Democrats are ramping up their attacks against Senate candidate Joni Ernst, with a new ad campaign that accuses the Iowa Republican of trying to privatize Social Security.
“What does Joni Ernst stand for? She’s proposed privatizing Social Security. Gambling our savings in the stock market,” the ad’s narrator says. “Experts say that could be a windfall for Wall Street, but a wipeout for us.”
The ad concludes by warning voters that “Her ideas are just too extreme for Iowa.”
The ad, which is reportedly backed by a more than $500,000 buy, is the second time this week that Democrats have targeted Ernst on Social Security. Throughout the campaign, Ernst has repeatedly suggested transitioning younger workers into a “personal savings account,” which could be tied to the market. According to the Economic Policy Institute, such a plan could result in “considerably lower” benefits depending on market fluctuations, and introduce fees and management costs that are significantly higher than the administrative costs on traditional benefits.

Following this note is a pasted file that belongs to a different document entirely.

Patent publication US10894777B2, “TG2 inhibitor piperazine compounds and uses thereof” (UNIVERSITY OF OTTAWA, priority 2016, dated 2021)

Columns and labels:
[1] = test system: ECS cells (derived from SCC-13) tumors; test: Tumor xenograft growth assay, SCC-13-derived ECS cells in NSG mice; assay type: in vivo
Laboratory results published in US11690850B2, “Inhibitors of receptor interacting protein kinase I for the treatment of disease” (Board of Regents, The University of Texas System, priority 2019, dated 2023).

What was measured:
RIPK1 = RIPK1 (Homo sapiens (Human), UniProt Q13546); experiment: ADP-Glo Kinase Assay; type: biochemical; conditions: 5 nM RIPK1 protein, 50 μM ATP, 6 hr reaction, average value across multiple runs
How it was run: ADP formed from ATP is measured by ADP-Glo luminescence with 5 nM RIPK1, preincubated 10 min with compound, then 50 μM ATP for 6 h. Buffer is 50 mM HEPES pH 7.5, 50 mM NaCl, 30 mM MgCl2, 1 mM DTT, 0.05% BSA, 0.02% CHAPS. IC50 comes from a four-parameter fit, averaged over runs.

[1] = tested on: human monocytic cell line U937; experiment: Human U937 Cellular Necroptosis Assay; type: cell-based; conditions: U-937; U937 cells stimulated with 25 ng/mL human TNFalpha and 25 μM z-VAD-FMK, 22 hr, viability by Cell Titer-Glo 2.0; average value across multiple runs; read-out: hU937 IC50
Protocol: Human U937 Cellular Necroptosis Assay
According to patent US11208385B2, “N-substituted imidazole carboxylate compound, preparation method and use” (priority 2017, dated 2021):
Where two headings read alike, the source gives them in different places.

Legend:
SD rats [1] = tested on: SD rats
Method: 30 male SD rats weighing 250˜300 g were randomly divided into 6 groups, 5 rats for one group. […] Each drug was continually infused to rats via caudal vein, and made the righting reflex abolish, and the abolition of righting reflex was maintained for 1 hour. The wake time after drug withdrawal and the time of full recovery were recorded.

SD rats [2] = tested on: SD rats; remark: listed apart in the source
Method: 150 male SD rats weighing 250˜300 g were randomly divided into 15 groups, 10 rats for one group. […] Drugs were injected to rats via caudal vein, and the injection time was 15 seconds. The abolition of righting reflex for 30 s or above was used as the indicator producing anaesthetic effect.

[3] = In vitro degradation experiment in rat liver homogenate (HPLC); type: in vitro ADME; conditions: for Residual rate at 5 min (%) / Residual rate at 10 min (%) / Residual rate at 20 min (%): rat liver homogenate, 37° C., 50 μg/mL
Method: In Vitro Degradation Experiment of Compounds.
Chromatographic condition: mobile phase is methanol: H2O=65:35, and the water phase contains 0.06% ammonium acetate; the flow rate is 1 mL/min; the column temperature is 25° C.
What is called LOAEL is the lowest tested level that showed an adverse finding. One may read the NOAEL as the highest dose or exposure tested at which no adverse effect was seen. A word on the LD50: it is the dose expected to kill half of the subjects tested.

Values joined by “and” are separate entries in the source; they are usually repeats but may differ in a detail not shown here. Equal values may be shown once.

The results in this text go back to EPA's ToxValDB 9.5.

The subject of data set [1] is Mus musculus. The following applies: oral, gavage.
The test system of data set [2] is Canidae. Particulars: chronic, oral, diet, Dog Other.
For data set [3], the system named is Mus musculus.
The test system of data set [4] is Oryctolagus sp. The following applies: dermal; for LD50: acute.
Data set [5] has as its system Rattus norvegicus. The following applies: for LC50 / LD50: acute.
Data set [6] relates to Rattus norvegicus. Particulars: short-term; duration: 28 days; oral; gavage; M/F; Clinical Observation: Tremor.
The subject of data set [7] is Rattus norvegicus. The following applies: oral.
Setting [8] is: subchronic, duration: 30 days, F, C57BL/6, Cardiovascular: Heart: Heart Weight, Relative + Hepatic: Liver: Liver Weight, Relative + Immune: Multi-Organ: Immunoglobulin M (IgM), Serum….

The Ernst campaign has pushed back against the narrative; in a statement, Ernst spokeswoman Gretchen Hamel said that “Joni will protect Social Security for seniors like her parents, and ensure it’s there for generations to come, like her daughters and grandchildren.”
The ad is just the latest volley in what has become one of the most negative campaigns in the country. Since Ernst burst onto the scene with a threat to castrate Congress, Democrats have labeled her as the “Sarah Palin of Iowa,” and accused her of extremism for pushing discredited United Nations conspiracy theories, and referring to President Obama as a “dictator,” among other charges.
Ernst has fired back by accusing her Democratic opponent, U.S. Rep. Bruce Braley, of sexism, and has received extensive support from outside groups such as the Koch brothers-backed Americans for Prosperity, and Karl Rove’s American Crossroads.
According to the Huffington Post’s poll average of the race, the crucial race is currently a pure toss-up.
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